Roxy Come Home

Albert Square is the only place in London where the housing market appears to be stable and there is a plentiful supply of homes for anyone separating from a partner or being kicked out of their last place. Phil Mitchell and Ian Beale appear able to buy homes in the Square at will, normally with the relevant amount of cash.

The show normally prides itself on its ‘gritty realism’ and its research into controversial topics, trying to get the facts right, and frequently advertises help lines when distressing stories are being broadcast – for example, around the cot death of Ronnie Mitchell’s son James or Whitney Dean being forced into prostitution.

However they never seem to concern themselves with housing. Last week no help lines were advertised when Janine illegally evicted Roxy with no sign of a legal procedure, just walking in and removing her stuff. In previous weeks, the landlady attempted forcible entry and clearly harassed poor Roxy and her small child. Parents might also be perturbed at the rather cavalier way a children’s officer took Roxy’s daughter off her and gave her into the care of Jack Branning under what was said to be a Temporary Residence Order.  Shades of Cathy Come Home.

When we talk about rogue landlords we would do well to keep Janine Butcher in our mind. Not that Roxy deserves much sympathy, having done similar things to previous tenants of her own before she squandered her inheritance from her Dad, the beautifully evil Archie Mitchell. (It’s also a mystery as to why Janine refers to Roxy as a Chav when her Dad was a successful rich criminal who lived in a very large house on the south coast before moving in with Peggy, but I’ve gone off at a tangent).

Another recent storyline, involving young squatters, seemed well out of touch with reality as the property seemed to be transformed magically into a care home of some sort, by an amazing stroke of luck the squatters got to live there (I admit I may have missed an episode and misunderstood something here, or I may have happened upon the E20 spin-off, but the same principles apply).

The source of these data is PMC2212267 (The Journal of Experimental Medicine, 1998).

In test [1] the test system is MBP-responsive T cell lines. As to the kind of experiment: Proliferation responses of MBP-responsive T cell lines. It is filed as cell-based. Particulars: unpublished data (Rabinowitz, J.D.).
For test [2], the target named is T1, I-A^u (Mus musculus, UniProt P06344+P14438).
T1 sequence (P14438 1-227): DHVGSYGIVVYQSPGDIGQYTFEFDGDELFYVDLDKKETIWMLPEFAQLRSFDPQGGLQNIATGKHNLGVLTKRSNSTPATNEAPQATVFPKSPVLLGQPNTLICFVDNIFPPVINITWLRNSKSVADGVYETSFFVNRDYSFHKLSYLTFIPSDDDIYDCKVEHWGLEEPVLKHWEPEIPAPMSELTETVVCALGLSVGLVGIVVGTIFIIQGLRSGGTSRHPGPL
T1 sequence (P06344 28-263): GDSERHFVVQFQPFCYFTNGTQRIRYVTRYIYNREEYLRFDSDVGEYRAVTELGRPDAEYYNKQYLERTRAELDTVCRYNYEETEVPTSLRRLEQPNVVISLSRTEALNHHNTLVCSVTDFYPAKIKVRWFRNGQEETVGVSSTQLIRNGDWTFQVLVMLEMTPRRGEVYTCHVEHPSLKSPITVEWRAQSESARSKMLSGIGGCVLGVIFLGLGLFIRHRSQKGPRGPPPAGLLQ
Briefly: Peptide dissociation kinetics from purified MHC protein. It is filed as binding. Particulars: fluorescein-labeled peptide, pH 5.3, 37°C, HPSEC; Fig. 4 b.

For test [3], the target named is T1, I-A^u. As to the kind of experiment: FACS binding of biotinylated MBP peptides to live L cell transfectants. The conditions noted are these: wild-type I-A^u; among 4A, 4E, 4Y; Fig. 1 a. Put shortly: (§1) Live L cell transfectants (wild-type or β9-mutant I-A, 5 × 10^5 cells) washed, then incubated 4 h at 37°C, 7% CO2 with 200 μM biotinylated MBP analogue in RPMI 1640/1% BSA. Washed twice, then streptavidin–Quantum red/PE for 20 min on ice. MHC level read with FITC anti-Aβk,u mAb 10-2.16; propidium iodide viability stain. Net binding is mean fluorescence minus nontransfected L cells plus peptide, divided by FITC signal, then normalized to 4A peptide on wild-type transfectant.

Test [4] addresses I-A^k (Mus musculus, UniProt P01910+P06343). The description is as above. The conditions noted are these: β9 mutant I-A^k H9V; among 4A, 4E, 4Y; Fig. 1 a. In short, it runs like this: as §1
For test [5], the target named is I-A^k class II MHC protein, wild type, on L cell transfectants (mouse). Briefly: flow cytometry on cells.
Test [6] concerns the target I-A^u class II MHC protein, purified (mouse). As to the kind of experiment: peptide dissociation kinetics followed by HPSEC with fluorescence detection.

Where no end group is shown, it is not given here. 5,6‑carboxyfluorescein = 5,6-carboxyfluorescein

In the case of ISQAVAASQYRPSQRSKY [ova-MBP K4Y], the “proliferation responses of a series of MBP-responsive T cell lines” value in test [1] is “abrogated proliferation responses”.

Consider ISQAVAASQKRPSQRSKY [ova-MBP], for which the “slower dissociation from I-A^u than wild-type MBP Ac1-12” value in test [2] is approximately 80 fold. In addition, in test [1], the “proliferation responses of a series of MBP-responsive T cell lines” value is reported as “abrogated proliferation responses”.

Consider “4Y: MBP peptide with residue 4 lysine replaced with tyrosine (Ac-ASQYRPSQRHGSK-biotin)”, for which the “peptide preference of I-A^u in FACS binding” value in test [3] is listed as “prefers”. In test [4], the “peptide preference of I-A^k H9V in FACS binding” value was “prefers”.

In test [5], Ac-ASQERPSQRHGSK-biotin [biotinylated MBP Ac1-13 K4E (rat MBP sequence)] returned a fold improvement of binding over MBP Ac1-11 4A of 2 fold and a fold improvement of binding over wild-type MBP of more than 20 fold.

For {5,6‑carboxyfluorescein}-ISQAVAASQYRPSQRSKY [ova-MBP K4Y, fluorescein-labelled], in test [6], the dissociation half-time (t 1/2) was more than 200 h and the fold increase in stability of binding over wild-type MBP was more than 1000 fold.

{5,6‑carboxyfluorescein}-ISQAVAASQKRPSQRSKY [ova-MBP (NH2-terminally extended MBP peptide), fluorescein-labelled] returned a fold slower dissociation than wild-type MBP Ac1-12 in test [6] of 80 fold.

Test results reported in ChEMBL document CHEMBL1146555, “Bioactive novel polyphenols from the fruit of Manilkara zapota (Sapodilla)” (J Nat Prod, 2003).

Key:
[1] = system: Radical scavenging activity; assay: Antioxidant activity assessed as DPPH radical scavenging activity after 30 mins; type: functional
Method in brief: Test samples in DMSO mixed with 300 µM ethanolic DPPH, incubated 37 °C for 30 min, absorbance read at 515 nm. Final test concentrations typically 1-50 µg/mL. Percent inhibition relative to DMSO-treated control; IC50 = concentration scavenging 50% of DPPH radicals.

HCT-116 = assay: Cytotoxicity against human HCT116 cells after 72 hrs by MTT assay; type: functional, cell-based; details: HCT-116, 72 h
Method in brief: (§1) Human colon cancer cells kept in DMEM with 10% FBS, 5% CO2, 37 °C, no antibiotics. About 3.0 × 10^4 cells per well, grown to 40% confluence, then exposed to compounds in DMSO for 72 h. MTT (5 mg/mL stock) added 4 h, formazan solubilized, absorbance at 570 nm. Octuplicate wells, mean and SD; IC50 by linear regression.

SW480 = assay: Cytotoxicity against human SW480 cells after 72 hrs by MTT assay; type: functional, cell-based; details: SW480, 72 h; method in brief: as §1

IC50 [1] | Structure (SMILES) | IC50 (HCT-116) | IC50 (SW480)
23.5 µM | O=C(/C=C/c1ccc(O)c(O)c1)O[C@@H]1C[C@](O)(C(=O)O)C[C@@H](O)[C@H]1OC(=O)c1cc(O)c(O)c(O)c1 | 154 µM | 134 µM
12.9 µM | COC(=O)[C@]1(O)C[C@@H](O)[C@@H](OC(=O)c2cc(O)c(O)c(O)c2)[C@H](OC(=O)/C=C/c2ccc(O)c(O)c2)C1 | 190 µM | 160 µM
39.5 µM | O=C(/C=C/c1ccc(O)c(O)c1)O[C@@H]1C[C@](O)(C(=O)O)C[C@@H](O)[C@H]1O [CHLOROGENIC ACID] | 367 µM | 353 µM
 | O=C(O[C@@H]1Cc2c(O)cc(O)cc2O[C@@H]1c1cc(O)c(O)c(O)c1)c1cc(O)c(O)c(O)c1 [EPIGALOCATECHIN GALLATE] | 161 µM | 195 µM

Unfortunately, Walford Council is never much help.  They do not appear to have a housing advice or tenancy relations service, and it looks like the CAB has never made it to Walford either. The council only ever appears in a bad light, run either by corrupt or otherwise unhelpful and stupidly bureaucratic officials with the single policy of doing whatever annoys the residents of the square. I do have a distant memory of one storyline when (I think) Michelle Fowler went off to work in the housing allocations department of the council, where there were strange goings-on. It didn’t end well.

So, here’s a plea to EastEnders producers and the BBC. When there is an illegal eviction, please remember that this is an experience many people in this country have every day. And just as you do for other difficult storylines, putting Helpline information on the screen at the end of the show is the minimum you could do.

It would be even better if a charming Housing Officer come along to prevent the eviction, accompanied by a Police Officer willing to make an arrest.

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2 Responses to Roxy Come Home

  1. Bernard Crofton says:

    I am impressed with your detailed knowledge, Steve. Are you by any chance “working from home”?

  2. Sheila Spencer says:

    The Archers, meanwhile, has lots of housing stories (loss of tied accommodation, homelessness for substance misusers, Grundy family having to go into temporary accommodation when farm went bust, squatters in holiday cottages, executive housing v. affordable social rented etc) and usually gets the housing stuff right.

    I fear we are once more going to see children’s services social workers taking children away from parents who are unable to keep a home for their children. Last week I met a couple with a small child who had been staying in a room in the dad’s parents’ home. They are not only being seen as intentionally homeless because they had failed to keep the peace with their parents, but may also be deemed to be negligent parents and lose their child. The couple had tried to find rented accommodation but unluckily the dad had a low paid job and they live in a high rent city in the south of England. We are going to be back to Cathy Come Home very shortly.

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